Browsing through some music videos the other day, I came across a performance by a violinist of about six years old who was described as a “child prodigy”. He was quite talented, but he wasn’t a child prodigy. Nowhere near. I’ve just been re-reading the fascinating book by Claude Kenneson called Musical Prodigies in which he writes, “I was a gifted child but certainly not a prodigy. There is a vast difference between the two. One is sometimes remarkable, the other always phenomenal, startling to witness.”
In more prosaic terms, a child prodigy is usually defined as someone who has reached adult or even professional levels of performance before the age of ten. The pianist Van Cliburn, who started playing piano at the age of three, once described child prodigies as “having extraordinary vision and unusual prescience, amazingly aware of the world at an early age.”
There are child prodigies in many different subject domains, especially mathematics and science, but music seems to have more than its fair share. Composers who were child prodigies included Barber, Bizet, Chopin, Menotti, Paganini and Purcell. The most famous perhaps were Mozart and Mendelssohn. Science knows remarkably little about the mental functioning of these extraordinary beings, though there is no shortage of theories.
The issue inevitably brings up the time-worn “nature vs. nurture” debate, which is about whether potential high levels of skill are already present when the child is born, or whether they’re brought about by the child’s early environment. The latest thinking seems to indicate that both nature and nurture have a role to play.
Psychologist Joanne Ruthsatz of Ohio State University has estimated that there’s one child prodigy to every five million, or possibly ten million other children. The Ohio research has shown that a common denominator among these gifted children is an exceptional working memory. They also have an intense attention to detail, an elevated general intelligence and interestingly, they tend to be far more altruistic than most other people. Contrary to popular belief, child prodigies don’t usually fade away in their adult years. Many prodigies have lived into their eighties and nineties and continued performing careers until towards the end of their lives.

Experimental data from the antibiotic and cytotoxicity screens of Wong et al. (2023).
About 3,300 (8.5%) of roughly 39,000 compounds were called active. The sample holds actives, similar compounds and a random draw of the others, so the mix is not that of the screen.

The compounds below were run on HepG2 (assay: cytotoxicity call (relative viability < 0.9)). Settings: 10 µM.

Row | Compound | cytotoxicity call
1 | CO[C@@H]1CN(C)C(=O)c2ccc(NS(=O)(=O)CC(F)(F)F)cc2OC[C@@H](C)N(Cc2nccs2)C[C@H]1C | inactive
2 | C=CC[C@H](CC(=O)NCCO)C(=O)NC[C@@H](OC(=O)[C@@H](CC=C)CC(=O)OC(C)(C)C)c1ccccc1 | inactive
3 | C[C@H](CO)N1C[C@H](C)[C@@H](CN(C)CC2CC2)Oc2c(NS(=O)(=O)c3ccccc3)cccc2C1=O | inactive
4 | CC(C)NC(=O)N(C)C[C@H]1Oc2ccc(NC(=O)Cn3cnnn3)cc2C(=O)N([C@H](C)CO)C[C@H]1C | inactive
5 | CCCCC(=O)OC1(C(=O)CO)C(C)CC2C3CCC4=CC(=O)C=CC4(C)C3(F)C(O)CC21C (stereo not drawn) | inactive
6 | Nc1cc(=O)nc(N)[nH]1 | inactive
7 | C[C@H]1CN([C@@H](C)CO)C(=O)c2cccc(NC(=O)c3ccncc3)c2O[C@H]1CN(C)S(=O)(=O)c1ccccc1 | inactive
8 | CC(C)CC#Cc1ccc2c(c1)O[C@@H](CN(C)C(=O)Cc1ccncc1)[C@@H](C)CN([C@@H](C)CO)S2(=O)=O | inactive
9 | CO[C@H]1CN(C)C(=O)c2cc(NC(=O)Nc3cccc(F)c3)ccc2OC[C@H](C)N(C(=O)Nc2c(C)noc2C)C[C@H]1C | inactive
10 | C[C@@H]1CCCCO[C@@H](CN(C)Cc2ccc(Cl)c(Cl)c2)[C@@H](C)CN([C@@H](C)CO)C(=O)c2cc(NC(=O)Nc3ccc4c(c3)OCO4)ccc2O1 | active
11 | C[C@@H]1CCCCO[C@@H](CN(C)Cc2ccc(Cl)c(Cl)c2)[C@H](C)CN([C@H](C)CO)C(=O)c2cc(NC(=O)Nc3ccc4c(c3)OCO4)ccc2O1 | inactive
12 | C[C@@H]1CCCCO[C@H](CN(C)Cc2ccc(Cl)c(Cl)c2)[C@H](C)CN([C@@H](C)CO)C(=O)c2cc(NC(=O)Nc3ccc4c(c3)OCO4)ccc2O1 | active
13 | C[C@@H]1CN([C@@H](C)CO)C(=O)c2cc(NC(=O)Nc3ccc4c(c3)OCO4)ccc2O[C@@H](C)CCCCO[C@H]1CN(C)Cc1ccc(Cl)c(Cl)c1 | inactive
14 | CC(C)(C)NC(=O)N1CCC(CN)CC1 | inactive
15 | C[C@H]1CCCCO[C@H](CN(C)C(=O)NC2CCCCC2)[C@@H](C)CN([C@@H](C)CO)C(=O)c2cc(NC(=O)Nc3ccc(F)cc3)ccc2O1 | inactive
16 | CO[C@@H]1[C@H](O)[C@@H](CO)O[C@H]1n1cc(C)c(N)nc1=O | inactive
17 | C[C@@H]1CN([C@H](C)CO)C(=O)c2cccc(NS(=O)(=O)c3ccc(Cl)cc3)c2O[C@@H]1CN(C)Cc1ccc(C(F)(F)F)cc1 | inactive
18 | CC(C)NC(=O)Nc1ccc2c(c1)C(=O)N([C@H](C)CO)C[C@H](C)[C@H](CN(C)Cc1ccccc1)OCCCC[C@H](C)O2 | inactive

Felix Mendelssohn (1809-1847): Concerto for Piano, Violin & Strings in D minor. Anna Savkina (vln); Anna Denisova (pno); Kremlin Chamber Orchestra cond. Misha Rachlevsky (Duration 1st mvt: 18:33, Video: 1080p HD)(3 videos)
The German poet Johann Wolfgang von Goethe considered the young Mendelssohn superior to Mozart at the same age. In 1823, when Mendelssohn was fourteen, he wrote this sparkling double concerto in three movements. The music is imbued with the Romantic spirit and there are some delightful melodies and some brilliant virtuosic passages. It’s a remarkable work for a fourteen-year-old and offers many glimpses into the composer’s more mature musical style.
For some odd reason, the young Russian musicians in this recording are positioned in such a way that the pianist can see neither the conductor nor the violinist. Even so, the performance is confident and technically assured with an impressive sense of ensemble.
Gustav Mahler described the young Korngold as a musical genius. At the age of eleven, Korngold composed his ballet Der Schneemann (“The Snowman”), which was first performed by the Hamburg Radio Symphony Orchestra in 1910. It’s an amazingly complex work for one so young.
The Sinfonietta, his first large-scale orchestral composition, dates from 1912 when Korngold was fifteen. Such was the enormous fame of the young composer that the work was first performed by none less than the Vienna Philharmonic Orchestra under the renowned Felix Weingartner. The brilliantly orchestrated work is remarkable in its maturity and really sounds as though it was written by someone with many more years’ experience. There are some wonderful melodies and the beginning of the scherzo (at 11:17) is almost pure Hollywood.
Korngold of course later went to Hollywood and became a very fine composer of film music. It’s sometimes said that he “invented” film music because he treated each movie as an “opera without singing”, writing sumptuous melodies and contrapuntally intricate scores. He wanted his music to stand alone in the concert hall and although his musical style sounds a bit dated nowadays, he had a significant influence on film music.
In 1938 he won an Academy Award for his score to The Adventures of Robin Hood, the first composer to receive one. Even so, he became disillusioned with the movie industry and in 1946 stopped writing film scores altogether, turning his attention to writing music for the concert hall. But his music remained stylistically in the nineteenth century and one American critic unkindly described Korngold’s Violin Concerto as being “more corn than gold”. Honestly, how bitchy can you get?